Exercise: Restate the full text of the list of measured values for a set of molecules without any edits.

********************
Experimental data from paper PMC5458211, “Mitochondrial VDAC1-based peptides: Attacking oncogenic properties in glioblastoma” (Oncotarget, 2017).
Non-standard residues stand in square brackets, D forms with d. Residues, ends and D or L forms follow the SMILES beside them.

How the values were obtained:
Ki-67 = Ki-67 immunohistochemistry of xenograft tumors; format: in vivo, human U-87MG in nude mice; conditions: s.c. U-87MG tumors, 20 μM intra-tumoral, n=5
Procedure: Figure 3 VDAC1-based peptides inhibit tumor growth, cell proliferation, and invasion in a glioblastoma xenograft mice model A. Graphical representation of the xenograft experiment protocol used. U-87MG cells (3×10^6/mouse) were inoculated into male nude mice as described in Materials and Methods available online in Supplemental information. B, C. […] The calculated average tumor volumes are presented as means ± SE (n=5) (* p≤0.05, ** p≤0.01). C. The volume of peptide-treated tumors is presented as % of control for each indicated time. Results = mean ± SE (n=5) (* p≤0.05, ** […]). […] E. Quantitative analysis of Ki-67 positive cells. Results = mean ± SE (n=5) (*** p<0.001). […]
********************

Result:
Experimental data from paper PMC5458211, “Mitochondrial VDAC1-based peptides: Attacking oncogenic properties in glioblastoma” (Oncotarget, 2017).
Non-standard residues stand in square brackets, D forms with d. Residues, ends and D or L forms follow the SMILES beside them.

How the values were obtained:
Ki-67 = Ki-67 immunohistochemistry of xenograft tumors; format: in vivo, human U-87MG in nude mice; conditions: s.c. U-87MG tumors, 20 μM intra-tumoral, n=5
Procedure: Figure 3 VDAC1-based peptides inhibit tumor growth, cell proliferation, and invasion in a glioblastoma xenograft mice model A. Graphical representation of the xenograft experiment protocol used. U-87MG cells (3×10^6/mouse) were inoculated into male nude mice as described in Materials and Methods available online in Supplemental information. B, C. […] The calculated average tumor volumes are presented as means ± SE (n=5) (* p≤0.05, ** p≤0.01). C. The volume of peptide-treated tumors is presented as % of control for each indicated time. Results = mean ± SE (n=5) (* p≤0.05, ** […]). […] E. Quantitative analysis of Ki-67 positive cells. Results = mean ± SE (n=5) (*** p<0.001). […]